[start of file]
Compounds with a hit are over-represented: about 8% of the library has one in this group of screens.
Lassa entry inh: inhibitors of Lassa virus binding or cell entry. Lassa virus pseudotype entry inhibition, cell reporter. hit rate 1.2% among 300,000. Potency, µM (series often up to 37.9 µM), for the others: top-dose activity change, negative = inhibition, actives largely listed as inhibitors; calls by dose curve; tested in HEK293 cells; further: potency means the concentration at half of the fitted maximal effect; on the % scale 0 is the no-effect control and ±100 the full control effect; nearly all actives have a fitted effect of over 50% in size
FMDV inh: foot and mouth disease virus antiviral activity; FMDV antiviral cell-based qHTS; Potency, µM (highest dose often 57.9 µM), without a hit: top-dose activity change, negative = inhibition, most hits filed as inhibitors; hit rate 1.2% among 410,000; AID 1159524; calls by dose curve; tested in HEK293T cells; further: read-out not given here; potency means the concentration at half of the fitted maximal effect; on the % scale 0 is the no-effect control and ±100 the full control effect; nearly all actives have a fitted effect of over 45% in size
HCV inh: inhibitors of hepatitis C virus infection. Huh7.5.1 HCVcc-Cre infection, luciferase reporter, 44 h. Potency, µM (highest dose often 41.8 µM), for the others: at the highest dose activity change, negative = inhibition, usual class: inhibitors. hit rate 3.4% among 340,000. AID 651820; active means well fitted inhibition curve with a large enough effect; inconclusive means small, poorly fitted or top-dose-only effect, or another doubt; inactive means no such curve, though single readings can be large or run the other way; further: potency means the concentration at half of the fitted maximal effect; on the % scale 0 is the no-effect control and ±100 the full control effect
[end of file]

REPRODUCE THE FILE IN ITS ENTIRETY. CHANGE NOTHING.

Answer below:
Compounds with a hit are over-represented: about 8% of the library has one in this group of screens.
Lassa entry inh: inhibitors of Lassa virus binding or cell entry. Lassa virus pseudotype entry inhibition, cell reporter. hit rate 1.2% among 300,000. Potency, µM (series often up to 37.9 µM), for the others: top-dose activity change, negative = inhibition, actives largely listed as inhibitors; calls by dose curve; tested in HEK293 cells; further: potency means the concentration at half of the fitted maximal effect; on the % scale 0 is the no-effect control and ±100 the full control effect; nearly all actives have a fitted effect of over 50% in size
FMDV inh: foot and mouth disease virus antiviral activity; FMDV antiviral cell-based qHTS; Potency, µM (highest dose often 57.9 µM), without a hit: top-dose activity change, negative = inhibition, most hits filed as inhibitors; hit rate 1.2% among 410,000; AID 1159524; calls by dose curve; tested in HEK293T cells; further: read-out not given here; potency means the concentration at half of the fitted maximal effect; on the % scale 0 is the no-effect control and ±100 the full control effect; nearly all actives have a fitted effect of over 45% in size
HCV inh: inhibitors of hepatitis C virus infection. Huh7.5.1 HCVcc-Cre infection, luciferase reporter, 44 h. Potency, µM (highest dose often 41.8 µM), for the others: at the highest dose activity change, negative = inhibition, usual class: inhibitors. hit rate 3.4% among 340,000. AID 651820; active means well fitted inhibition curve with a large enough effect; inconclusive means small, poorly fitted or top-dose-only effect, or another doubt; inactive means no such curve, though single readings can be large or run the other way; further: potency means the concentration at half of the fitted maximal effect; on the % scale 0 is the no-effect control and ±100 the full control effect